Herbert I. London became president of Hudson Institute on September 1, 1997. He has been a member of the Hudson Institute Board of Trustees since 1974 and has been a senior fellow for more than thirty years, founding Hudson’s Center for Education and Employment Policy.
He is the former John M. Olin University Professor of Humanities at New York University, responsible for creating the Gallatin School in 1972, and served as dean until 1992. London graduated from Columbia University in 1960 and received his Ph.D. from New York University in 1966. He is a tenured professor of social studies at New York University. London is listed in the Directory of Distinguished Americans; Who’s Who in Education; Who’s Who in the East; Men of Distinction; and Who’s Who in America. He is the recipient of honorary degrees from the University of Aix-Marseille (1983) and Grove City College (1993).
What started as a murmur has become a media refrain: “America is in decline.”
The great Russian social philosopher Pitirim Sorokin argued that when societies reach a sensate stage of historical evolution, it is inevitable that ideational impulses will percolate to the center of culture. This cyclical interpretation of history is driven by forces in the stream of history, a kind of quasi Marxian belief in historical inevitability.
In what can only be described as the corruption of politics, Jon Stewart and Stephen Colbert had a “sanity rally” recently to energize Democrats and counter the Glenn Beck “Restoring Honor” rally.
There is a contagion of madness in Western Europe. It is not merely the preemptive conciliation that afflicts politicians who are ready to subordinate Christian civilization to Islam; it is the wholesale program to promote socialism, even if it leads to economic ruination. While over-extended socialist Europe faces collapse from Spain to Greece, overtaxed Sweden is eager to instruct immigrants on how to get free benefits from the government.
To cite a cliché, the more things change the more they remain the same. This applies to many areas of life, but arguably it is the essence of educational reform.
Jake Witzenfeld, president of Cambridge University’s Israel Society cancelled a talk by Benny Morris, a distinguished Israeli historian, for fear the Israel Society would be portrayed as a mouthpiece for Islamophobia.
Denial is a powerful influence in public life. It is obviously a major influence in the Obama administration, which may explain why a Republican party and conservatism which were declared dead institutions and philosophies have risen as a phoenix with life and vitality.
Based on hints, feints, public pronouncements, and off the record commentary, the administration’s stance toward Iran is coming into focus.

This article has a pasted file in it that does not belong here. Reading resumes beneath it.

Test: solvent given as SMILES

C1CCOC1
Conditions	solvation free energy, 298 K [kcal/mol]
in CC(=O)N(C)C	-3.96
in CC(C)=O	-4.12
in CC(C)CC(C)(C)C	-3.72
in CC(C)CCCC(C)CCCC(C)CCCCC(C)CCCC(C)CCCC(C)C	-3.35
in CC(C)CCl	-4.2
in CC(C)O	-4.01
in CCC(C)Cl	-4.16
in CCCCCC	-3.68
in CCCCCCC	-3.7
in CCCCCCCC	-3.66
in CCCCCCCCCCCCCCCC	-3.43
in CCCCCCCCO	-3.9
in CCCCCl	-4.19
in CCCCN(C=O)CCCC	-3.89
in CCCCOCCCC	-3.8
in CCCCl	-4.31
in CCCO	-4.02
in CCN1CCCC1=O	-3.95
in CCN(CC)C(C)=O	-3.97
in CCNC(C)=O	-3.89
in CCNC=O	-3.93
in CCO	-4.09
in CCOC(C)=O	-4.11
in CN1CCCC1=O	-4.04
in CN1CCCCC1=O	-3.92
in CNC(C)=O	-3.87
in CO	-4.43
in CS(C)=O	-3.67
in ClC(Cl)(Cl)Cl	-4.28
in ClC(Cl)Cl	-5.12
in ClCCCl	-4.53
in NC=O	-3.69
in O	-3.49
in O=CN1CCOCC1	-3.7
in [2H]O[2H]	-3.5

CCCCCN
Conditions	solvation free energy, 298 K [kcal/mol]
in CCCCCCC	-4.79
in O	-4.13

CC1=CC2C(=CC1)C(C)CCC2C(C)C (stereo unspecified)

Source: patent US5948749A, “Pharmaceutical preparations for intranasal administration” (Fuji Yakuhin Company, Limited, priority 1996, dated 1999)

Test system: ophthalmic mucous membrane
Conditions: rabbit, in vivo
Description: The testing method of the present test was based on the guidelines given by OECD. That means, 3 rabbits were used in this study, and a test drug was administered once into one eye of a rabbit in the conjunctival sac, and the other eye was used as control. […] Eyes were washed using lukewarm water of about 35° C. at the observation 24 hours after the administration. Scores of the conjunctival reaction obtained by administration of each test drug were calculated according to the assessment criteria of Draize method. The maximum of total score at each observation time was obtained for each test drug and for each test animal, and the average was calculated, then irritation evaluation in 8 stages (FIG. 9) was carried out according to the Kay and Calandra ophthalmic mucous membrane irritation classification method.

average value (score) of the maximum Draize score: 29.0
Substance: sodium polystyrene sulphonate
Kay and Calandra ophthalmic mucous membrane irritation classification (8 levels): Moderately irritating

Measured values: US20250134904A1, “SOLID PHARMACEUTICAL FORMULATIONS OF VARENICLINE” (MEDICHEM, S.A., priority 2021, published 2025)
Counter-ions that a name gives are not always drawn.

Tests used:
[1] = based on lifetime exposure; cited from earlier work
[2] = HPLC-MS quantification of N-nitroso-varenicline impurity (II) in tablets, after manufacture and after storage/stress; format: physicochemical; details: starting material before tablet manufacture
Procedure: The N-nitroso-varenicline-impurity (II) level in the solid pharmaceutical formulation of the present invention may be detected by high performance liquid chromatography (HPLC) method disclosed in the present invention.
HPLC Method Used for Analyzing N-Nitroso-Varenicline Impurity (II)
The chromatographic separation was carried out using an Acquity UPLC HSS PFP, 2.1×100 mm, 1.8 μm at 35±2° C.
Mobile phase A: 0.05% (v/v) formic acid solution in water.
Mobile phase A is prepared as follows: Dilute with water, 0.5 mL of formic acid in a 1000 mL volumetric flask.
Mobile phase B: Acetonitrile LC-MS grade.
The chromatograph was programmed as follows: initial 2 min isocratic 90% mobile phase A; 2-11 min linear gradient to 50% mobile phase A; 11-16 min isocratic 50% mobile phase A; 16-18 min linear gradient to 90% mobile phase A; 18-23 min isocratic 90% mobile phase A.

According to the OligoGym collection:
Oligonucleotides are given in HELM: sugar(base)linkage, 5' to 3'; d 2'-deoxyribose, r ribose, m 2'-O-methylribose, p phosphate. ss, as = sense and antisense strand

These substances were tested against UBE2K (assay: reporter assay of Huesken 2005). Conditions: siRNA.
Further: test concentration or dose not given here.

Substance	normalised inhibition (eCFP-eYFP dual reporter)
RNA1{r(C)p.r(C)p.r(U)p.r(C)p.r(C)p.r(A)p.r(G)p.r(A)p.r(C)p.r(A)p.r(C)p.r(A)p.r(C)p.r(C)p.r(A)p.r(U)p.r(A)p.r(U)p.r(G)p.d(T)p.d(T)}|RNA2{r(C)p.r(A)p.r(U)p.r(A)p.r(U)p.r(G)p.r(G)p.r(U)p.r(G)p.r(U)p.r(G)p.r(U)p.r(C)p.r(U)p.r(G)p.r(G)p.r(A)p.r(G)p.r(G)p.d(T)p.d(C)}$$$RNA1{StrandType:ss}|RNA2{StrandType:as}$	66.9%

The results are in and my candidate lost the presidency. Since I love this country, I wish the newly named President Barack Obama every success. But this was an election unlike any other.
The belief that if Iran obtains nuclear weapons it can be deterred, just as the Soviet Union was deterred during the Cold War, is neither safe nor responsible.
If the United Kingdom embraces European Union (E.U.) legislation, how will the average person be affected or, put more directly, will the average person be affected?
While the United States and many European nations have recognized Kosovo’s declaration of independence from Serbia, China has indicated it will avoid any precedent that could be applied to Taiwan.
Russell Jacoby author of The Last Intellectuals contends on the pages of The Chronicle Review 1/11/08 that “the fate of public intellectuals today allows no neat and certain answers.”
More than a decade ago Ben Wattenberg wrote a book with the marvelous title, The Good News Is The Bad News Is Wrong. If that book were republished today I would change the title to The Bad News Is The Good News Is Ignored.
The subprime mortgage market has caused a convulsion on Wall Street with several analysts insisting it foreshadows a deep recession. There is little question that a sharp increase in delinquent mortgage payments has been due to loans made to borrowers with weak credit.
While trade sanctions against China are being discussed on Capital Hill, the Chinese government has begun a concerted campaign of economic threats against the United States in a game called “Who will blink first?”
In George Orwell’s novel 1984, the protagonists in the totalitarian society employed “newspeak,” the inversion of words to create false meaning. “War is peace,” “good is bad,” “moral is immoral” are merely a few of the possible inversions. While Orwell passed this mortal coil years ago, his notion of false meaning is alive and well and residing in the United Nations.
Ben Franklin when asked to describe the goal of the Constitutional Convention said, “A Republic, if you can keep it.” The last five words are critical. For in the succeeding two hundred years the Republic has undergone shifts and dramatic changes.
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